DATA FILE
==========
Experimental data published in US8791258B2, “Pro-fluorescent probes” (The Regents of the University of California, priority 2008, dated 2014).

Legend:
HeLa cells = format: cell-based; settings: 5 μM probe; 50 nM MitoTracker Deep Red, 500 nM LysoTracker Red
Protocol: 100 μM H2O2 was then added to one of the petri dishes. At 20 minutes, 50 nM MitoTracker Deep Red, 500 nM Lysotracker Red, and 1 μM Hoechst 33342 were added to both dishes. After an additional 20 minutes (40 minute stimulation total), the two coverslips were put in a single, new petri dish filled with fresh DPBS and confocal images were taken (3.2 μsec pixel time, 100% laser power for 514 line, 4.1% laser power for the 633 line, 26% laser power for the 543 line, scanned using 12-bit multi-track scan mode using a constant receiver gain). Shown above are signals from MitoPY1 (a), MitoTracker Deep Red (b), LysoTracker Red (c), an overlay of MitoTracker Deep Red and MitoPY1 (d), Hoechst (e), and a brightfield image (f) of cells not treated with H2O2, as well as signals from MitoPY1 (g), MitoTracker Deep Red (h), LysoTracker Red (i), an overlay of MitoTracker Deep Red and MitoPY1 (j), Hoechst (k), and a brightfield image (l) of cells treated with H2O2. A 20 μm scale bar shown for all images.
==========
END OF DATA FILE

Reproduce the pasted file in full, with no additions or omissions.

Experimental data published in US8791258B2, “Pro-fluorescent probes” (The Regents of the University of California, priority 2008, dated 2014).

Legend:
HeLa cells = format: cell-based; settings: 5 μM probe; 50 nM MitoTracker Deep Red, 500 nM LysoTracker Red
Protocol: 100 μM H2O2 was then added to one of the petri dishes. At 20 minutes, 50 nM MitoTracker Deep Red, 500 nM Lysotracker Red, and 1 μM Hoechst 33342 were added to both dishes. After an additional 20 minutes (40 minute stimulation total), the two coverslips were put in a single, new petri dish filled with fresh DPBS and confocal images were taken (3.2 μsec pixel time, 100% laser power for 514 line, 4.1% laser power for the 633 line, 26% laser power for the 543 line, scanned using 12-bit multi-track scan mode using a constant receiver gain). Shown above are signals from MitoPY1 (a), MitoTracker Deep Red (b), LysoTracker Red (c), an overlay of MitoTracker Deep Red and MitoPY1 (d), Hoechst (e), and a brightfield image (f) of cells not treated with H2O2, as well as signals from MitoPY1 (g), MitoTracker Deep Red (h), LysoTracker Red (i), an overlay of MitoTracker Deep Red and MitoPY1 (j), Hoechst (k), and a brightfield image (l) of cells treated with H2O2. A 20 μm scale bar shown for all images.